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Molecular DiversityEdit

P-Glycoprotein is found in a variety of different species. Due to the direct link with cancer research, human and mouse P-gp are studied.

P-gp has a number of polymorphisms, most of which seem to be in the transmembrane region. It has been suggested that these polymorphisms can cause changes in substrate binding affinity.

Diversity within ABC transportersEdit

P-gp is a transporter within the ABC family. Specifically P-gp is also known as ABCB1. Many other ABC transporters have similar structure to P-gp, but can transport different types of molecules. [1] These polymorphisms could have serious impacts on health of a cell. ABC transporters in the A, B, C and G family have all been shown to confer drug resistance. A similar protein MRP1 (ABC C1) has a very similar structure to P-gp, but instead effluxes anionic compunds. MRP1 and P-gp even have varying rates of expression.

Evolution of P-GlycoproteinEdit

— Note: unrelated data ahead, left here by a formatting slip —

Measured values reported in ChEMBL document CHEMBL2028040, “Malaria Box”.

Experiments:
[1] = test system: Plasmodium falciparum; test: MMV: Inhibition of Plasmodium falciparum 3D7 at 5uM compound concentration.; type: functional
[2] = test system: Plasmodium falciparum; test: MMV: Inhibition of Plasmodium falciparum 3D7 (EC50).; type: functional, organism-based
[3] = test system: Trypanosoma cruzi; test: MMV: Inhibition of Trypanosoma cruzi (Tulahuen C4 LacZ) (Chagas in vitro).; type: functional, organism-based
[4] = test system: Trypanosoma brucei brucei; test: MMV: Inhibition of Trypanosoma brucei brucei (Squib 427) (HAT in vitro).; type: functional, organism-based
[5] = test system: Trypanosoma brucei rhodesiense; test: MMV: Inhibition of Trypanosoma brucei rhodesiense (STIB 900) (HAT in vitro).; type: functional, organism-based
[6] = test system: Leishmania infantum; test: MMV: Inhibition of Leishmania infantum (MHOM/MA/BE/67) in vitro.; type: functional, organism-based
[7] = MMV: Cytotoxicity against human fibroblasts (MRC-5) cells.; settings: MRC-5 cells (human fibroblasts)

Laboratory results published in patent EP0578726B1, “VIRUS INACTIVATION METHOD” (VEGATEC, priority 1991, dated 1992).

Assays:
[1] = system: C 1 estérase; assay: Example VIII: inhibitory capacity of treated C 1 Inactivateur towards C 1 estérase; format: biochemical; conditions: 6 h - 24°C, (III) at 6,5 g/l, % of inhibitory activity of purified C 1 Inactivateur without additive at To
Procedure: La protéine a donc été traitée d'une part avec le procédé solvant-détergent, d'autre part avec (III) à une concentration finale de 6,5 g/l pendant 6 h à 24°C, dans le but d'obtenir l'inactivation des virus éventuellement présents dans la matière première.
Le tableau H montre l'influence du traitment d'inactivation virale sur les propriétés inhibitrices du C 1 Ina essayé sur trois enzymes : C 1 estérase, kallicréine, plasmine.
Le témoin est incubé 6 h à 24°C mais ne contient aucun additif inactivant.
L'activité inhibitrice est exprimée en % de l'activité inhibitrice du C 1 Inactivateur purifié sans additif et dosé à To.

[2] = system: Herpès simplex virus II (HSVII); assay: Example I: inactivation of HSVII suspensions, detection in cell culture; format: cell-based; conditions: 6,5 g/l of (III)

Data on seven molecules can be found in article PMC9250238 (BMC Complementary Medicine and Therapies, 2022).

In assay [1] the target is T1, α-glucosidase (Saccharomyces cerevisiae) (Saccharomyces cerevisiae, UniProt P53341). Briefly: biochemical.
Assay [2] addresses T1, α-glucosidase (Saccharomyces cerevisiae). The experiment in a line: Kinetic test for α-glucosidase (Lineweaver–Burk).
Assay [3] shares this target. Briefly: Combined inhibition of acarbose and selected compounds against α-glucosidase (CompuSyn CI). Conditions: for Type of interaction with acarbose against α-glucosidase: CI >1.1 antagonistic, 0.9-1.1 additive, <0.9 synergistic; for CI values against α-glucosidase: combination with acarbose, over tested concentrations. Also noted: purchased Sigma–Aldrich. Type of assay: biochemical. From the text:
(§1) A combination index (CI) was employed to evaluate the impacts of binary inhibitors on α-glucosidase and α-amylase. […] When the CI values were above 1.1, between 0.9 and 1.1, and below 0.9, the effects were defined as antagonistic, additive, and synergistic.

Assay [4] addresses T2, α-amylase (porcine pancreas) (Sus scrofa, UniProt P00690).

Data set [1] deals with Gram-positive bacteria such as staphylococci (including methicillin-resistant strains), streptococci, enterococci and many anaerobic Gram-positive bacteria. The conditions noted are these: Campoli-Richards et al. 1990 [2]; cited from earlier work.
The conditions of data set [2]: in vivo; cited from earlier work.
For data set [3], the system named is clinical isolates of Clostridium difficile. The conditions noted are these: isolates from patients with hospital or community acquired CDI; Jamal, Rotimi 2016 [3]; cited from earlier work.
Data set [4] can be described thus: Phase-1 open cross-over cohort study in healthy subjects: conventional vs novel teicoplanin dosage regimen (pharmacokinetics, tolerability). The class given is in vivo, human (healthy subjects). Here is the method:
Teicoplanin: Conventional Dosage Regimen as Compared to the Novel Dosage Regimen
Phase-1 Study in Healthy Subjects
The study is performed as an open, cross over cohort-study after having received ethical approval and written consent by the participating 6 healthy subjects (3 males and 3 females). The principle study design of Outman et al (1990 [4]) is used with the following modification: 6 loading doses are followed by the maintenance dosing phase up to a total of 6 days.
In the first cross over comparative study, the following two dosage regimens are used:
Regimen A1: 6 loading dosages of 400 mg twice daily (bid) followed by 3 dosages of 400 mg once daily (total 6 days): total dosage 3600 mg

It is hypothesized that ABC transporters in general arose from a duplication of the ABC subunits. The ability for P-gp to efflux xenobiotics has a huge impact on cell survivability.[2] This can explain the fact that P-gp is highly conserved.

More InformationEdit

  1. Yuzo: P-Glycoprotein: Introduction
  2. Yuzo: P-Glycoprotein: Biological function
  3. Yuzo: P-Glycoprotein: Biosynthesis
  4. Yuzo: P-Glycoprotein: Gene sequence
  5. Yuzo: P-Glycoprotein: Amino acid sequence and composition
  6. Yuzo: P-Glycoprotein: Domains and structural motifs
  7. Yuzo: P-Glycoprotein: Interactions with macromolecules and small molecules
  8. Yuzo: P-Glycoprotein: Molecular biodiversity and evolution
  9. Yuzo: P-Glycoprotein: Literature overview
  10. Yuzo: P-Glycoprotein: Online resources

ReferencesEdit

  1. Fung, K.L., and Gottesman, M.M. (2009). A synonymous polymorphism in a common MDR1 (ABCB1) haplotype shapes protein function. Biochim Biophys Acta 1794, 860–871.
  2. Moitra, K., and Dean, M. (2011). Evolution of ABC transporters by gene duplication and their role in human disease. Biol. Chem. 392, 29–37.

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